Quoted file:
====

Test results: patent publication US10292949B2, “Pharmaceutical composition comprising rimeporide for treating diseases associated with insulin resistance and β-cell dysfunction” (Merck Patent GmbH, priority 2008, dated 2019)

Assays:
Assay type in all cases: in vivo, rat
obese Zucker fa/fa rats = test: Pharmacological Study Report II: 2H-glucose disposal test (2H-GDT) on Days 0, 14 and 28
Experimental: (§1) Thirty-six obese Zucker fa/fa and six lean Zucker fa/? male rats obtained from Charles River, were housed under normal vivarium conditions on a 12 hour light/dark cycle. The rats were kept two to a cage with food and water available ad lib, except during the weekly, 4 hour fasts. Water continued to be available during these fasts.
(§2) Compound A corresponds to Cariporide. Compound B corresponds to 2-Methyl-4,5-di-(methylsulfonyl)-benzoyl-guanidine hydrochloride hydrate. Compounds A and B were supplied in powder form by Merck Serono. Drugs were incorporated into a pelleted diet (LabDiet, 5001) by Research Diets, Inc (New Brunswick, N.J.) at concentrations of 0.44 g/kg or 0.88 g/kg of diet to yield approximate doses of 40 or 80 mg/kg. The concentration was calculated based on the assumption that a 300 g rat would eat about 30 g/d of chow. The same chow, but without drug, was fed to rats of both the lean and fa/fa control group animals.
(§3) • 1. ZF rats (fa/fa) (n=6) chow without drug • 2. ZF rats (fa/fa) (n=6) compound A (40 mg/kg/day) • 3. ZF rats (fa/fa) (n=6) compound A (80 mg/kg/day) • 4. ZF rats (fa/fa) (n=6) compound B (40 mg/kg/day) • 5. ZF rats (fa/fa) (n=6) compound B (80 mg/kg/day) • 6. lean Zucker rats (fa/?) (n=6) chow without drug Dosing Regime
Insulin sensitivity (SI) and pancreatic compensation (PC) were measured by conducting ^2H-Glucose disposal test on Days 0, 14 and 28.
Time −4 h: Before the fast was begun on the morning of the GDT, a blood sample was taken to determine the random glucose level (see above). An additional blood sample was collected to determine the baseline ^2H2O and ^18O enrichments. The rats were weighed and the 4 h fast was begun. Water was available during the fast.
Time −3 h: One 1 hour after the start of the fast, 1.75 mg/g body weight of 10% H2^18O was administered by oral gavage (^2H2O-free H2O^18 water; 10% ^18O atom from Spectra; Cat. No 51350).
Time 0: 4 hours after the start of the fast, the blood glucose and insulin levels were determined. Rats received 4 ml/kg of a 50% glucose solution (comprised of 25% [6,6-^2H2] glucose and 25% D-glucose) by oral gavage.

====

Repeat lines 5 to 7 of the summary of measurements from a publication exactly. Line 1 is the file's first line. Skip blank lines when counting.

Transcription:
Experimental: (§1) Thirty-six obese Zucker fa/fa and six lean Zucker fa/? male rats obtained from Charles River, were housed under normal vivarium conditions on a 12 hour light/dark cycle. The rats were kept two to a cage with food and water available ad lib, except during the weekly, 4 hour fasts. Water continued to be available during these fasts.
(§2) Compound A corresponds to Cariporide. Compound B corresponds to 2-Methyl-4,5-di-(methylsulfonyl)-benzoyl-guanidine hydrochloride hydrate. Compounds A and B were supplied in powder form by Merck Serono. Drugs were incorporated into a pelleted diet (LabDiet, 5001) by Research Diets, Inc (New Brunswick, N.J.) at concentrations of 0.44 g/kg or 0.88 g/kg of diet to yield approximate doses of 40 or 80 mg/kg. The concentration was calculated based on the assumption that a 300 g rat would eat about 30 g/d of chow. The same chow, but without drug, was fed to rats of both the lean and fa/fa control group animals.
(§3) • 1. ZF rats (fa/fa) (n=6) chow without drug • 2. ZF rats (fa/fa) (n=6) compound A (40 mg/kg/day) • 3. ZF rats (fa/fa) (n=6) compound A (80 mg/kg/day) • 4. ZF rats (fa/fa) (n=6) compound B (40 mg/kg/day) • 5. ZF rats (fa/fa) (n=6) compound B (80 mg/kg/day) • 6. lean Zucker rats (fa/?) (n=6) chow without drug Dosing Regime